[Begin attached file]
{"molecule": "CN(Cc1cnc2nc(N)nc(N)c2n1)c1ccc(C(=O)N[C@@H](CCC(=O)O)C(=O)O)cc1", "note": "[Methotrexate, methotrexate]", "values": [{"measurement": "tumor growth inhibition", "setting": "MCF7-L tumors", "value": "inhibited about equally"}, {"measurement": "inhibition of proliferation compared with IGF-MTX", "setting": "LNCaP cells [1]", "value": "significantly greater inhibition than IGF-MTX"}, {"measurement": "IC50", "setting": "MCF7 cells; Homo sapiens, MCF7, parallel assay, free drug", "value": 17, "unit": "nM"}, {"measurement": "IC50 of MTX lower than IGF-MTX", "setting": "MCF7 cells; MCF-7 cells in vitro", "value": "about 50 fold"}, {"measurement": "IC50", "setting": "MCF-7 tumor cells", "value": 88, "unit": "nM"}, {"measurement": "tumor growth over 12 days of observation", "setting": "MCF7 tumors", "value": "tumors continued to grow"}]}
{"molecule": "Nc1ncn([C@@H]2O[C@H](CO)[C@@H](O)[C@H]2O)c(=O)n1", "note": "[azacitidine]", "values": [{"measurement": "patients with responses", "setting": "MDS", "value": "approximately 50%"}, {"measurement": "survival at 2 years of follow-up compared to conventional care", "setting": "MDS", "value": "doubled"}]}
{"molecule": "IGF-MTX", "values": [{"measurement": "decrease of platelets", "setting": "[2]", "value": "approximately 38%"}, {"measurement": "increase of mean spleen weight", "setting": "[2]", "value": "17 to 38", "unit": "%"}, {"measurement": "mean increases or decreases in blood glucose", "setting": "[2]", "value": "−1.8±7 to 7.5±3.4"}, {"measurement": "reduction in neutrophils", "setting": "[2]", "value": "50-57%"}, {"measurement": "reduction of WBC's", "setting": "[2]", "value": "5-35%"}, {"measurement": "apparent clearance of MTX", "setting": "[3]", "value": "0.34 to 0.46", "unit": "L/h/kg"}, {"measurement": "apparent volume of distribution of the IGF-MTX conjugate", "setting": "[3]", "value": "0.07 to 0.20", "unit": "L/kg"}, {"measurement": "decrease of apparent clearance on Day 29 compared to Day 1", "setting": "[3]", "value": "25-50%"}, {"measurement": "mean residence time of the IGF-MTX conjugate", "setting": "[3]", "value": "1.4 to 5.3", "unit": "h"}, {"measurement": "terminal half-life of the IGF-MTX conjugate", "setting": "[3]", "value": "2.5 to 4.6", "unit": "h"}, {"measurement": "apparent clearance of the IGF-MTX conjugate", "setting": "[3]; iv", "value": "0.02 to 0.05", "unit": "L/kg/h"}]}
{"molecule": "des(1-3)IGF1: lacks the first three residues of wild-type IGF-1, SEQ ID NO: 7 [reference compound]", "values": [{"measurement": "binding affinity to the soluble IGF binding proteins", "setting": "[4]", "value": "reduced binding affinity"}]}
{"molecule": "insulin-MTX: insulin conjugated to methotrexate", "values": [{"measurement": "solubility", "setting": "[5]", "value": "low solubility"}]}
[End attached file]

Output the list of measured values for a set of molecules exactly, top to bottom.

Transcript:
{"molecule": "CN(Cc1cnc2nc(N)nc(N)c2n1)c1ccc(C(=O)N[C@@H](CCC(=O)O)C(=O)O)cc1", "note": "[Methotrexate, methotrexate]", "values": [{"measurement": "tumor growth inhibition", "setting": "MCF7-L tumors", "value": "inhibited about equally"}, {"measurement": "inhibition of proliferation compared with IGF-MTX", "setting": "LNCaP cells [1]", "value": "significantly greater inhibition than IGF-MTX"}, {"measurement": "IC50", "setting": "MCF7 cells; Homo sapiens, MCF7, parallel assay, free drug", "value": 17, "unit": "nM"}, {"measurement": "IC50 of MTX lower than IGF-MTX", "setting": "MCF7 cells; MCF-7 cells in vitro", "value": "about 50 fold"}, {"measurement": "IC50", "setting": "MCF-7 tumor cells", "value": 88, "unit": "nM"}, {"measurement": "tumor growth over 12 days of observation", "setting": "MCF7 tumors", "value": "tumors continued to grow"}]}
{"molecule": "Nc1ncn([C@@H]2O[C@H](CO)[C@@H](O)[C@H]2O)c(=O)n1", "note": "[azacitidine]", "values": [{"measurement": "patients with responses", "setting": "MDS", "value": "approximately 50%"}, {"measurement": "survival at 2 years of follow-up compared to conventional care", "setting": "MDS", "value": "doubled"}]}
{"molecule": "IGF-MTX", "values": [{"measurement": "decrease of platelets", "setting": "[2]", "value": "approximately 38%"}, {"measurement": "increase of mean spleen weight", "setting": "[2]", "value": "17 to 38", "unit": "%"}, {"measurement": "mean increases or decreases in blood glucose", "setting": "[2]", "value": "−1.8±7 to 7.5±3.4"}, {"measurement": "reduction in neutrophils", "setting": "[2]", "value": "50-57%"}, {"measurement": "reduction of WBC's", "setting": "[2]", "value": "5-35%"}, {"measurement": "apparent clearance of MTX", "setting": "[3]", "value": "0.34 to 0.46", "unit": "L/h/kg"}, {"measurement": "apparent volume of distribution of the IGF-MTX conjugate", "setting": "[3]", "value": "0.07 to 0.20", "unit": "L/kg"}, {"measurement": "decrease of apparent clearance on Day 29 compared to Day 1", "setting": "[3]", "value": "25-50%"}, {"measurement": "mean residence time of the IGF-MTX conjugate", "setting": "[3]", "value": "1.4 to 5.3", "unit": "h"}, {"measurement": "terminal half-life of the IGF-MTX conjugate", "setting": "[3]", "value": "2.5 to 4.6", "unit": "h"}, {"measurement": "apparent clearance of the IGF-MTX conjugate", "setting": "[3]; iv", "value": "0.02 to 0.05", "unit": "L/kg/h"}]}
{"molecule": "des(1-3)IGF1: lacks the first three residues of wild-type IGF-1, SEQ ID NO: 7 [reference compound]", "values": [{"measurement": "binding affinity to the soluble IGF binding proteins", "setting": "[4]", "value": "reduced binding affinity"}]}
{"molecule": "insulin-MTX: insulin conjugated to methotrexate", "values": [{"measurement": "solubility", "setting": "[5]", "value": "low solubility"}]}